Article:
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No Parole
Carlo D'Amore in Action

The Marsh presents…

Carlo D’Amore’s NO PAROLE

Directed by Margarett Perry


This is a one-person show about family and what we owe our parents no matter what kind of people they are. It combines the sentiment, “You can pick your friends, but you can’t pick your relatives,” with ”Home is where they have to take you in.” Carlo D’Amore’s mother was a flamboyant, live-for-the-moment con artist who posed as an attorney, a professor, a daycare worker and a nun. She drags her children through one misadventure after another all in the spirit of keeping the household afloat. The plot is mesmerizing, the pace relentless and the acting a phenomenal work of art. The dialogue is funny and sad and it rings uncomfortably true.

D’Amore plays all the characters in his sketch, from his mother as a vibrant, young woman to her 60 year old stroke battered self, as well as himself as a child, teenager and adult, his brother, his father and various law enforcement officials, doctors and others involved in his mothers crazy survival schemes. Throughout the entire piece, the mother’s love for her children shines through the crazy escapades she invents. The mother with her variety of identities and her socio-pathological view of life reminded me of a South American Auntie Mame.

In 90 non-stop minutes, No Parole paints a vivid and hilarious look into the life of an extraordinarily creative woman who devised an illicit, outrageous and delightful playground of life for her family. At times, the character switching gets confusing but no matter…the message is always very clear: survival is worth any price and truth takes second place when it comes to need. The production is an autobiographical piece that professes its theme to be “Family is a Life Sentence,” but I found it to be more positive than that. I saw the picture of a mother determined to give her children the best in life even if she had to seal and cheat to do it. It is the old story of the man who is labeled a thief because he stole bread to feed his children. You forgive him and you admire his courage.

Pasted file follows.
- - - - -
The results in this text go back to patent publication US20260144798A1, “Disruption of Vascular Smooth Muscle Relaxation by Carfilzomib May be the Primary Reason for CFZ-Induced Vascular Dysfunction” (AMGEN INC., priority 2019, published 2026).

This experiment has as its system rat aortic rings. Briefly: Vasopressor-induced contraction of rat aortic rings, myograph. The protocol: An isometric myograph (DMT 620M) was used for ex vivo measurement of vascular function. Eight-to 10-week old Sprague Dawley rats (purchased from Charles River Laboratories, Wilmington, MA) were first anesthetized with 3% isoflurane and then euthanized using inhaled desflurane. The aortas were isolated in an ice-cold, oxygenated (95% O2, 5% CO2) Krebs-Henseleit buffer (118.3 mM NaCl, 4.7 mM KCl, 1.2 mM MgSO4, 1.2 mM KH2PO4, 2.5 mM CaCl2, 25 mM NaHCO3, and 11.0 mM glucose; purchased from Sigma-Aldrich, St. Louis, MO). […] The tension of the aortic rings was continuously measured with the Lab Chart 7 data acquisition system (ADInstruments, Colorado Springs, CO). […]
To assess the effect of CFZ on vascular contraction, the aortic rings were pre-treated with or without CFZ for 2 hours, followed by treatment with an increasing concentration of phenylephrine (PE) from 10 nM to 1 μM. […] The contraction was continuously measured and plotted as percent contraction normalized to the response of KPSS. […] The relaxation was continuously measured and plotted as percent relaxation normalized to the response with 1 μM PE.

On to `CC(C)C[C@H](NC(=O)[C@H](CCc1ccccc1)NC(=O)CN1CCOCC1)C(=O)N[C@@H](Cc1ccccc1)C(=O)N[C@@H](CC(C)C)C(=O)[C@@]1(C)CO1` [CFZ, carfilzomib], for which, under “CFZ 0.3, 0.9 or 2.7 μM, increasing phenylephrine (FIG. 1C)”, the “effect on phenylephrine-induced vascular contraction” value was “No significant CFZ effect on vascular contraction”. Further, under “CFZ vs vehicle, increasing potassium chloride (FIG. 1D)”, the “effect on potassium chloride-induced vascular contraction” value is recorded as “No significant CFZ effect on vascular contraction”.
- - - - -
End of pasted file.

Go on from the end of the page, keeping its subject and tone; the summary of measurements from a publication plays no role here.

Carlo D’Amore shows us how much a mother will sacrifice for the love she feels for the children she brought into the world and even if her solutions to the problems of poverty and hunger seem bizarre, with absolutely no regard for either propriety or law, you cannot help but love her for it and envy the son who was so adored that his mother would end up in jail for protecting him.

No Parole received rave reviews when it first played at the San Francisco Playhouse in July, 2007 and this revised version is even more powerful than its premier. It was presented earlier this fall in Sacramento and the Sacramento Bee called it, “…an exemplary piece, funny, touching and true – as true as art can be.”

“My mother was a con artist,” says D’Amore. “And I’m very much my mother’s son. I had a choice: to be a con artist or be an actor.”

It is to the advantage of us all that D’Amore decided to go the theater route. He is a superb actor and he shines in this story he wrote about his life with his mother. And he is determined to keep finding theatrical homes for his show. “Nobody has ever given me a role like this, so it was partly me creating a vehicle for myself,” he said. “But I also feel I’ve come to a place through the writing of this of complete forgiveness of my mother.”

It is well worth the trip into San Francisco to experience this sympathetic, bittersweet picture of a mother who stopped at nothing to make her family whole and the son who brings her to life with energy, sympathy and love.


No Parole continues through December 13


The Marsh

1062 Valencia Street

San Francisco


800 838 3006 or www.brownpapertickets.com


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On Point

Is there really any difference between a con artist and an actor?

 I enjoyed your review of No Parole and come away with the idealistic notion that there are women who love their children beyond their self imposed fears fostered from an unforgiving society.

I’m recommending No Parole to friend in the city as my Christmas gift to them. Thank you for the suggestion. Aloha

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con artists and actors

I would hope there IS a difference betwen the two.  I think that the con artist is trying to fool someone for his own personal gain; the actor is trying to show someone the inner workings of another being.  I dont know because I am not an actor ;I am a comedian and I just want to make people laugh.  I liked Enzo Lombard's one man show as well .  It is at Stage Werx.

Happy holidays to you